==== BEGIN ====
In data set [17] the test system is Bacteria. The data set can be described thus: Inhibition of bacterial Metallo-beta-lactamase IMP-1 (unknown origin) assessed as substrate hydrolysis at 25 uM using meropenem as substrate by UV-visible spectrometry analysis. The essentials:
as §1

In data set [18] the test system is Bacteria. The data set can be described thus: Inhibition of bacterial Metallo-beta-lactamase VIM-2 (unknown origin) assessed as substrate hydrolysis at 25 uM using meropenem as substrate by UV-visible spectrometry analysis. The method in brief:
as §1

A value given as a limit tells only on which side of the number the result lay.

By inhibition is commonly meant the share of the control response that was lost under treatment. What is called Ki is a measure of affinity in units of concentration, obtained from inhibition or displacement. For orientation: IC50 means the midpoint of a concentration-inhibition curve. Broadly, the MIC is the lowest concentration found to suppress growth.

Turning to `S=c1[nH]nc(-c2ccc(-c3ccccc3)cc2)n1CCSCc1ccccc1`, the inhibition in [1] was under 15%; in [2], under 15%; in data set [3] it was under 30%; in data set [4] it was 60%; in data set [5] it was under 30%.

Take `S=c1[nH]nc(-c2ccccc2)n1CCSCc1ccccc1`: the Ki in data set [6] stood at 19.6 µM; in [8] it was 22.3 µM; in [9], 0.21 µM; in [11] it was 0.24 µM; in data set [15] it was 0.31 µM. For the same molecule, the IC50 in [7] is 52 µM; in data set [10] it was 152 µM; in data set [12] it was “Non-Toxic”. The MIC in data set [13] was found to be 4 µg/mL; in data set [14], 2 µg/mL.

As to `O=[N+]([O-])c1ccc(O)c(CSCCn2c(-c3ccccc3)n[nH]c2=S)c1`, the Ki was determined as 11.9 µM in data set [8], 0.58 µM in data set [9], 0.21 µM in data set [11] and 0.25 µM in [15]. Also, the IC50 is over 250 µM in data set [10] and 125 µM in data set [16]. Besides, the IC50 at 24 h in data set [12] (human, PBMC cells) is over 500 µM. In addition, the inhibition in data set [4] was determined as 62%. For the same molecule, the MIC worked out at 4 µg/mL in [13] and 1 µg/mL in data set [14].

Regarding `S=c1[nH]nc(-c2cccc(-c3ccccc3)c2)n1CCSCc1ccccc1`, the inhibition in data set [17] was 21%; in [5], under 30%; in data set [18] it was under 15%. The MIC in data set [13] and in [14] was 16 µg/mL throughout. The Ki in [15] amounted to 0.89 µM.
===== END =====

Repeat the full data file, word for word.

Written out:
In data set [17] the test system is Bacteria. The data set can be described thus: Inhibition of bacterial Metallo-beta-lactamase IMP-1 (unknown origin) assessed as substrate hydrolysis at 25 uM using meropenem as substrate by UV-visible spectrometry analysis. The essentials:
as §1

In data set [18] the test system is Bacteria. The data set can be described thus: Inhibition of bacterial Metallo-beta-lactamase VIM-2 (unknown origin) assessed as substrate hydrolysis at 25 uM using meropenem as substrate by UV-visible spectrometry analysis. The method in brief:
as §1

A value given as a limit tells only on which side of the number the result lay.

By inhibition is commonly meant the share of the control response that was lost under treatment. What is called Ki is a measure of affinity in units of concentration, obtained from inhibition or displacement. For orientation: IC50 means the midpoint of a concentration-inhibition curve. Broadly, the MIC is the lowest concentration found to suppress growth.

Turning to `S=c1[nH]nc(-c2ccc(-c3ccccc3)cc2)n1CCSCc1ccccc1`, the inhibition in [1] was under 15%; in [2], under 15%; in data set [3] it was under 30%; in data set [4] it was 60%; in data set [5] it was under 30%.

Take `S=c1[nH]nc(-c2ccccc2)n1CCSCc1ccccc1`: the Ki in data set [6] stood at 19.6 µM; in [8] it was 22.3 µM; in [9], 0.21 µM; in [11] it was 0.24 µM; in data set [15] it was 0.31 µM. For the same molecule, the IC50 in [7] is 52 µM; in data set [10] it was 152 µM; in data set [12] it was “Non-Toxic”. The MIC in data set [13] was found to be 4 µg/mL; in data set [14], 2 µg/mL.

As to `O=[N+]([O-])c1ccc(O)c(CSCCn2c(-c3ccccc3)n[nH]c2=S)c1`, the Ki was determined as 11.9 µM in data set [8], 0.58 µM in data set [9], 0.21 µM in data set [11] and 0.25 µM in [15]. Also, the IC50 is over 250 µM in data set [10] and 125 µM in data set [16]. Besides, the IC50 at 24 h in data set [12] (human, PBMC cells) is over 500 µM. In addition, the inhibition in data set [4] was determined as 62%. For the same molecule, the MIC worked out at 4 µg/mL in [13] and 1 µg/mL in data set [14].

Regarding `S=c1[nH]nc(-c2cccc(-c3ccccc3)c2)n1CCSCc1ccccc1`, the inhibition in data set [17] was 21%; in [5], under 30%; in data set [18] it was under 15%. The MIC in data set [13] and in [14] was 16 µg/mL throughout. The Ki in [15] amounted to 0.89 µM.